Race to the Bottom
The International Brotherhood of Electrical Workers, which faults the ACA for triggering a “race to the bottom with respect to benefits,” is one of those labor organizations still hoping that the White House will make “common sense corrections” in the ACA.
However, the only flexibility that President Obama has shown so far is delaying, until 2015, the law’s requirement that larger employers provide insurance or pay a penalty. Plus, the White House has postponed much-needed limits on out-of-pocket costs for health care consumers. As D. Taylor, president of UNITE HERE, complained to HuffPo’s Dave Jamieson on August 21, the “people who’ve gotten special treatment are the business community … Here’s what we’re saying: ‘You made the problem, you fix it.’ Here we have a situation you can’t blame on the Republicans.”
Labor’s love will certainly be lost if ACA implementation punishes the president’s friends and rewards their corporate adversaries. In 2010, rank-and-file anger over Obama Administration plans to tax union members’ benefits produced a big labor vote in favor of Republican Scott Brown, when he briefly captured a vacant U.S. Senate seat in Massachusetts. The national GOP, which has no positive agenda for health care reform, may yet reap the harvest of wider working-class disillusionment with health care reform.
One leading single-payer activist worries that labor’s growing disaffection with Obamacare will generate more calls for its repeal – a stand already taken by the Roofers Union – followed by “a return to the status quo ante.” This former local union officer fears that a labor movement “more divided and cozying up to the Republicans to teach the Democrats a lesson” is not likely to find a better way forward.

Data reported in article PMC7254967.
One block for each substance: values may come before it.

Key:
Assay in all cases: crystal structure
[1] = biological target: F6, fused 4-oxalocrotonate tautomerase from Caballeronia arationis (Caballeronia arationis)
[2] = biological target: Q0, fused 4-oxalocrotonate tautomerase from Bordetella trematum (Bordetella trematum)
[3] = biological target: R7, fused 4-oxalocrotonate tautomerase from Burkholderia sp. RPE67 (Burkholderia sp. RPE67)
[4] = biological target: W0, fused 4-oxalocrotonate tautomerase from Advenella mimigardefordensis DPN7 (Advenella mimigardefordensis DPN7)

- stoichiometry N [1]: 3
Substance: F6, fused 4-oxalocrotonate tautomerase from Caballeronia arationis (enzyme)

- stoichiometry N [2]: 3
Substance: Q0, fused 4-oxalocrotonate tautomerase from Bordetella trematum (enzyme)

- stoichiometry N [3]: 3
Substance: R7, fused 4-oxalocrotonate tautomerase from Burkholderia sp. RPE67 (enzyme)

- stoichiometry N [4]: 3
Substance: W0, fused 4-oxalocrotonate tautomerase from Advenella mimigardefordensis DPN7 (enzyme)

To steer union discontent in a positive direction, the Labor Campaign for Single Payer Healthcare has collected hundreds of signatures on an open letter to be distributed to delegates at the national AFL-CIO convention in Los Angeles, September 8-11. The letter urges AFL President Rich Trumka to “push the envelope further” in “the cause of health care justice” by using the shortcomings of Obamacare to build broader support for tax-supported universal coverage that “would take healthcare off the bargaining table.”
Instead, there are strong indications that top AFL-CIO officials want to tamp down any public criticism of ACA and the president (even though they are hailing their 2013 convention as “a time for decisive action to answer the challenges facing working people.”)
Preventing the labor backlash against Obamacare from actually forcing a real discussion on the convention floor will take some doing. In a resolution passed earlier this month, even the Nevada AFL-CIO has joined the public chorus of Obamacare critics, noting that “our health plans only get worse” while the White House fails to respond to serious union concerns.
Steve Early is a labor journalist, lawyer, and retired national staff member of the Communications Workers of America. He was involved, for many years, in bargaining with manufacturing and telecom firms in New England. He is the author, most recently, of Save Our Unions: Dispatches From A Movement in Distress, forthcoming from Monthly Review Press in November. He can be reached at Lsupport@aol.com